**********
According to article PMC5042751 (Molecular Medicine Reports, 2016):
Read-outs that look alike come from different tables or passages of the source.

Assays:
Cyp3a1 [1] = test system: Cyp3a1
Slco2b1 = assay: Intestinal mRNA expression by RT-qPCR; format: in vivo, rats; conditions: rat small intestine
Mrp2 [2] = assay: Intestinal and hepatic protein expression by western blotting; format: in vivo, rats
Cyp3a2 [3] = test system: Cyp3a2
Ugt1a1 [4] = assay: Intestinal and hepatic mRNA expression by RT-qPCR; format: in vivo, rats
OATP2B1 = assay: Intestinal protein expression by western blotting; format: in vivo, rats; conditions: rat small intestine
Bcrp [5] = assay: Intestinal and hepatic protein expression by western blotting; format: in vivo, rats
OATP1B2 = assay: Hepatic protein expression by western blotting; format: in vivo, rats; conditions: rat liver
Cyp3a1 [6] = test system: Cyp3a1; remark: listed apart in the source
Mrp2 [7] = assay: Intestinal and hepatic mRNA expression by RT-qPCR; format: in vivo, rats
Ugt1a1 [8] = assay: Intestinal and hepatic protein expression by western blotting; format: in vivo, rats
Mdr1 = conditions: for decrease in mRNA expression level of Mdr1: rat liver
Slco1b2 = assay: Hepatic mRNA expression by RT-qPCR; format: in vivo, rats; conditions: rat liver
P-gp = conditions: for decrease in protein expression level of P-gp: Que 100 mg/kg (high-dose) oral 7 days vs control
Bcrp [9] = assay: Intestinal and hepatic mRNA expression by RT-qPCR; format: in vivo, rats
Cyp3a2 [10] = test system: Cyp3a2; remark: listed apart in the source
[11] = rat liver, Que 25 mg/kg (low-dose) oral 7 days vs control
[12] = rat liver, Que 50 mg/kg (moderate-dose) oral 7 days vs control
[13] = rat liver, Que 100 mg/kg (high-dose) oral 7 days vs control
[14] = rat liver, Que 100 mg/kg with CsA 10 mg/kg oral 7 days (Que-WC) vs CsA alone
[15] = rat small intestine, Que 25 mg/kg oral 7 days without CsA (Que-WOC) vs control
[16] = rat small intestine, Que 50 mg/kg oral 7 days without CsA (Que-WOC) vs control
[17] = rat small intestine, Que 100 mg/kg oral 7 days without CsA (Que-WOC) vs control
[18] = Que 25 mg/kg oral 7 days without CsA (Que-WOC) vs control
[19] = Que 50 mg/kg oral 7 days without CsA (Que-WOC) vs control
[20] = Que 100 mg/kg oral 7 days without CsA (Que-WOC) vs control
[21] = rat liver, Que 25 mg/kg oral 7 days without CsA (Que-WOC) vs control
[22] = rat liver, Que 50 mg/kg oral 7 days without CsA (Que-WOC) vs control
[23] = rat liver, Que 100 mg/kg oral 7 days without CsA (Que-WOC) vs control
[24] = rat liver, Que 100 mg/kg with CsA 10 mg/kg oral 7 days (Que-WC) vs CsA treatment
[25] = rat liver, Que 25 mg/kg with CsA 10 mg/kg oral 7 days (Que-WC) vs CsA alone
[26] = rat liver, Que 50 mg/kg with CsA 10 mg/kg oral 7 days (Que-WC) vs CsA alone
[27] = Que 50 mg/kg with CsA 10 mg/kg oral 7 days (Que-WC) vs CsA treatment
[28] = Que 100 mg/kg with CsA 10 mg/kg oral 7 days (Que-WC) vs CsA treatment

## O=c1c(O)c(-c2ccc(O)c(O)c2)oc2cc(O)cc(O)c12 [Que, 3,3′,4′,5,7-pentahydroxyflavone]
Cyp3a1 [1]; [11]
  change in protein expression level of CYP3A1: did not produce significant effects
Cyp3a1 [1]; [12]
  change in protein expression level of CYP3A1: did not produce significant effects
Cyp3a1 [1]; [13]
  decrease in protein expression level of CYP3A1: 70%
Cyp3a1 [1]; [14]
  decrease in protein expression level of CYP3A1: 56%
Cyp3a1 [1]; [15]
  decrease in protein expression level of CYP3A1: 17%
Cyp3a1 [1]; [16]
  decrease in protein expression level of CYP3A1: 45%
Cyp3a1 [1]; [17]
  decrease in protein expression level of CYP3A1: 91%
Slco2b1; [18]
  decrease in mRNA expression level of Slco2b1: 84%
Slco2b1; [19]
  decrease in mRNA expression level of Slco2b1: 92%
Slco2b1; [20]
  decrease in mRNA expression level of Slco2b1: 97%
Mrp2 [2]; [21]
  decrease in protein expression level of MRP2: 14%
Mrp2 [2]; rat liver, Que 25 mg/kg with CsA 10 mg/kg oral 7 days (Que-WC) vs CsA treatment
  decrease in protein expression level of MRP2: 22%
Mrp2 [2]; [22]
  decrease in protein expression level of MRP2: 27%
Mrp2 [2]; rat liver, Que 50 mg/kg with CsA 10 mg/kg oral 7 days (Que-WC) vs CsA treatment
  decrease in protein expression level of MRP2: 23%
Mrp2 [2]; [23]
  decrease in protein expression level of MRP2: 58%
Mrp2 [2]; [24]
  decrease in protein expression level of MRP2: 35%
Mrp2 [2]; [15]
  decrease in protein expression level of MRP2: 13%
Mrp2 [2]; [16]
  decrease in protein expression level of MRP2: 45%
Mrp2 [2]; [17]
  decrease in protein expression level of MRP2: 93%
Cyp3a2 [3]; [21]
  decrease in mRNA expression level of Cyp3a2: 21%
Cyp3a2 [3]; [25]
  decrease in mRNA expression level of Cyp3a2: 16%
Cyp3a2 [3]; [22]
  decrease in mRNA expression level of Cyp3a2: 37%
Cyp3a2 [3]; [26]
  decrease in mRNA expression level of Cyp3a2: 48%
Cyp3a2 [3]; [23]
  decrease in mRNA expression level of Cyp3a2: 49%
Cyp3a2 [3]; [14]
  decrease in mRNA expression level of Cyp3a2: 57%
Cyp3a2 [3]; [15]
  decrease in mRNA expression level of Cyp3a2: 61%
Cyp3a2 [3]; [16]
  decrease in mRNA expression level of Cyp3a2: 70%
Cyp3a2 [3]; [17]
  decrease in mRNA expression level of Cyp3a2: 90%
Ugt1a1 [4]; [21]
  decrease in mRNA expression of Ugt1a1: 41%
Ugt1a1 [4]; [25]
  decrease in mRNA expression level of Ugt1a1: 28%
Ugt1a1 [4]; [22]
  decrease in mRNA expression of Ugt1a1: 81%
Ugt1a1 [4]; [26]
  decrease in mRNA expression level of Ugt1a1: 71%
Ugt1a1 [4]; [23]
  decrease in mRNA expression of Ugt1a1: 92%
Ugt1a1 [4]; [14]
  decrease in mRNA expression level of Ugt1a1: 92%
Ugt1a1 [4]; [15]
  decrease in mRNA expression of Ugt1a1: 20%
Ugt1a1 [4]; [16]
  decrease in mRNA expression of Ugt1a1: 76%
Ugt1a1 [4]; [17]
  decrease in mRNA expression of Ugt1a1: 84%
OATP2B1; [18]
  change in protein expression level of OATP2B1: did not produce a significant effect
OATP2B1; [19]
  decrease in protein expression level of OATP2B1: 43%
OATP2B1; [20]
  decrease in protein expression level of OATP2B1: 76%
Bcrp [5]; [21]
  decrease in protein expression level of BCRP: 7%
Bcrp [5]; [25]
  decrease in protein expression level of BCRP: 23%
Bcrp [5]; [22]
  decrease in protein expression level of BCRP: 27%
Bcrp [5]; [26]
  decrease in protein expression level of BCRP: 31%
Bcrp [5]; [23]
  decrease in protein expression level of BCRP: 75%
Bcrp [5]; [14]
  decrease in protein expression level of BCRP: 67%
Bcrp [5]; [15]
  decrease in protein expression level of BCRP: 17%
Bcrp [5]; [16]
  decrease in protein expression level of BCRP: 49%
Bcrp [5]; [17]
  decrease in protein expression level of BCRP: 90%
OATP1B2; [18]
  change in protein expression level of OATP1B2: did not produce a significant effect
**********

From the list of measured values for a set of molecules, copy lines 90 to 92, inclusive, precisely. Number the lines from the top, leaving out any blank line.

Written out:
  decrease in mRNA expression level of Cyp3a2: 61%
Cyp3a2 [3]; [16]
  decrease in mRNA expression level of Cyp3a2: 70%